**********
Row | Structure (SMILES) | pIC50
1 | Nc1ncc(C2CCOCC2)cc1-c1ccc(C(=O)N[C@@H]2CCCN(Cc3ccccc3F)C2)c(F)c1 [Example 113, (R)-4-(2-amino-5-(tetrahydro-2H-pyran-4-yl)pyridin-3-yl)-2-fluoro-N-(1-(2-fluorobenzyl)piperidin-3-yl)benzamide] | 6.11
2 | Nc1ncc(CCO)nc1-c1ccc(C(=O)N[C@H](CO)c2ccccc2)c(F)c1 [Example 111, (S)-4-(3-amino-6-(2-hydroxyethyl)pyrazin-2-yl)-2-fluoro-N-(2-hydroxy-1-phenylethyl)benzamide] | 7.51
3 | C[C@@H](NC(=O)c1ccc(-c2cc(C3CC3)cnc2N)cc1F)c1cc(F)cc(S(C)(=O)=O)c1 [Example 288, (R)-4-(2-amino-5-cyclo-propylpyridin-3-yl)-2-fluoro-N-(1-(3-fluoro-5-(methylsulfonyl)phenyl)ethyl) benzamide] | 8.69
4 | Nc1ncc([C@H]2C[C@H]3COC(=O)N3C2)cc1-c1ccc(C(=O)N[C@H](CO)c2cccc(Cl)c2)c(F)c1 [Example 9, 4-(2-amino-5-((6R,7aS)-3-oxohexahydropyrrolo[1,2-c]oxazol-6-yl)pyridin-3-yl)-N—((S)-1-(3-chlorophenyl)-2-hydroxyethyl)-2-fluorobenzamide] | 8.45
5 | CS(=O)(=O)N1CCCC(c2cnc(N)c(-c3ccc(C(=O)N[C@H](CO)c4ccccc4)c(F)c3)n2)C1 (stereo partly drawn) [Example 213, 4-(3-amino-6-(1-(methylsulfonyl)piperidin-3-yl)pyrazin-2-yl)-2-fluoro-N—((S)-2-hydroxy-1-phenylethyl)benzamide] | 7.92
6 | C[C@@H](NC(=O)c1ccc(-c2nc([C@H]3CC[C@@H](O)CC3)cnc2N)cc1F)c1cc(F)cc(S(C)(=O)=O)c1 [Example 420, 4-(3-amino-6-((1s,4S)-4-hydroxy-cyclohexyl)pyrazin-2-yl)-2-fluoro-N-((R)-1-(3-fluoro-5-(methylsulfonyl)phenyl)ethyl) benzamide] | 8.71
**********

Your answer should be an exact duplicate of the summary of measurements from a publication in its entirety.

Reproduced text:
Row | Structure (SMILES) | pIC50
1 | Nc1ncc(C2CCOCC2)cc1-c1ccc(C(=O)N[C@@H]2CCCN(Cc3ccccc3F)C2)c(F)c1 [Example 113, (R)-4-(2-amino-5-(tetrahydro-2H-pyran-4-yl)pyridin-3-yl)-2-fluoro-N-(1-(2-fluorobenzyl)piperidin-3-yl)benzamide] | 6.11
2 | Nc1ncc(CCO)nc1-c1ccc(C(=O)N[C@H](CO)c2ccccc2)c(F)c1 [Example 111, (S)-4-(3-amino-6-(2-hydroxyethyl)pyrazin-2-yl)-2-fluoro-N-(2-hydroxy-1-phenylethyl)benzamide] | 7.51
3 | C[C@@H](NC(=O)c1ccc(-c2cc(C3CC3)cnc2N)cc1F)c1cc(F)cc(S(C)(=O)=O)c1 [Example 288, (R)-4-(2-amino-5-cyclo-propylpyridin-3-yl)-2-fluoro-N-(1-(3-fluoro-5-(methylsulfonyl)phenyl)ethyl) benzamide] | 8.69
4 | Nc1ncc([C@H]2C[C@H]3COC(=O)N3C2)cc1-c1ccc(C(=O)N[C@H](CO)c2cccc(Cl)c2)c(F)c1 [Example 9, 4-(2-amino-5-((6R,7aS)-3-oxohexahydropyrrolo[1,2-c]oxazol-6-yl)pyridin-3-yl)-N—((S)-1-(3-chlorophenyl)-2-hydroxyethyl)-2-fluorobenzamide] | 8.45
5 | CS(=O)(=O)N1CCCC(c2cnc(N)c(-c3ccc(C(=O)N[C@H](CO)c4ccccc4)c(F)c3)n2)C1 (stereo partly drawn) [Example 213, 4-(3-amino-6-(1-(methylsulfonyl)piperidin-3-yl)pyrazin-2-yl)-2-fluoro-N—((S)-2-hydroxy-1-phenylethyl)benzamide] | 7.92
6 | C[C@@H](NC(=O)c1ccc(-c2nc([C@H]3CC[C@@H](O)CC3)cnc2N)cc1F)c1cc(F)cc(S(C)(=O)=O)c1 [Example 420, 4-(3-amino-6-((1s,4S)-4-hydroxy-cyclohexyl)pyrazin-2-yl)-2-fluoro-N-((R)-1-(3-fluoro-5-(methylsulfonyl)phenyl)ethyl) benzamide] | 8.71